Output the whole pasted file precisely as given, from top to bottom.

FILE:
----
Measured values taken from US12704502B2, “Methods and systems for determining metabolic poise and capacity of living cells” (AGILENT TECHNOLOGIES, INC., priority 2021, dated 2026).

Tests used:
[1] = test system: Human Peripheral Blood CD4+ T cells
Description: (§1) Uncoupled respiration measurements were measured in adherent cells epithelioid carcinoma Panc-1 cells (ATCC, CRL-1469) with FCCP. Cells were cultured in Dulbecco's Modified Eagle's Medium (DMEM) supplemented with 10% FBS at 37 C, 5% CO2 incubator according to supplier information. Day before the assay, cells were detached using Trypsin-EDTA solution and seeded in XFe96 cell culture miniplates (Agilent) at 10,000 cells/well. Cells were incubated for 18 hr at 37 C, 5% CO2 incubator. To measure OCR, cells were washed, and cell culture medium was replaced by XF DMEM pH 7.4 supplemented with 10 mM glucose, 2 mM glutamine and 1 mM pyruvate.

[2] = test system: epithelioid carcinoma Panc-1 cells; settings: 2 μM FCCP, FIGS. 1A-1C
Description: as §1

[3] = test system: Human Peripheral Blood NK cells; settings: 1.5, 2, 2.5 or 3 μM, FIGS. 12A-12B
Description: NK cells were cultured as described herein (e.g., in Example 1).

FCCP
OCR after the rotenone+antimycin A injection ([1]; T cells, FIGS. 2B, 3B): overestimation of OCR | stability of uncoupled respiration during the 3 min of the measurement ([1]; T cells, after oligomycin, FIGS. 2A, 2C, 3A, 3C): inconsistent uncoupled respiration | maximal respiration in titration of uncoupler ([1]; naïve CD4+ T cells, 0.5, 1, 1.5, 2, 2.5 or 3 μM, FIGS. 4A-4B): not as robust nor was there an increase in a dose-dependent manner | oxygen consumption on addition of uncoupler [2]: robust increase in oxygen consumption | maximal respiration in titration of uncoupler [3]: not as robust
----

Measured values taken from US12704502B2, “Methods and systems for determining metabolic poise and capacity of living cells” (AGILENT TECHNOLOGIES, INC., priority 2021, dated 2026).

Tests used:
[1] = test system: Human Peripheral Blood CD4+ T cells
Description: (§1) Uncoupled respiration measurements were measured in adherent cells epithelioid carcinoma Panc-1 cells (ATCC, CRL-1469) with FCCP. Cells were cultured in Dulbecco's Modified Eagle's Medium (DMEM) supplemented with 10% FBS at 37 C, 5% CO2 incubator according to supplier information. Day before the assay, cells were detached using Trypsin-EDTA solution and seeded in XFe96 cell culture miniplates (Agilent) at 10,000 cells/well. Cells were incubated for 18 hr at 37 C, 5% CO2 incubator. To measure OCR, cells were washed, and cell culture medium was replaced by XF DMEM pH 7.4 supplemented with 10 mM glucose, 2 mM glutamine and 1 mM pyruvate.

[2] = test system: epithelioid carcinoma Panc-1 cells; settings: 2 μM FCCP, FIGS. 1A-1C
Description: as §1

[3] = test system: Human Peripheral Blood NK cells; settings: 1.5, 2, 2.5 or 3 μM, FIGS. 12A-12B
Description: NK cells were cultured as described herein (e.g., in Example 1).

FCCP
OCR after the rotenone+antimycin A injection ([1]; T cells, FIGS. 2B, 3B): overestimation of OCR | stability of uncoupled respiration during the 3 min of the measurement ([1]; T cells, after oligomycin, FIGS. 2A, 2C, 3A, 3C): inconsistent uncoupled respiration | maximal respiration in titration of uncoupler ([1]; naïve CD4+ T cells, 0.5, 1, 1.5, 2, 2.5 or 3 μM, FIGS. 4A-4B): not as robust nor was there an increase in a dose-dependent manner | oxygen consumption on addition of uncoupler [2]: robust increase in oxygen consumption | maximal respiration in titration of uncoupler [3]: not as robust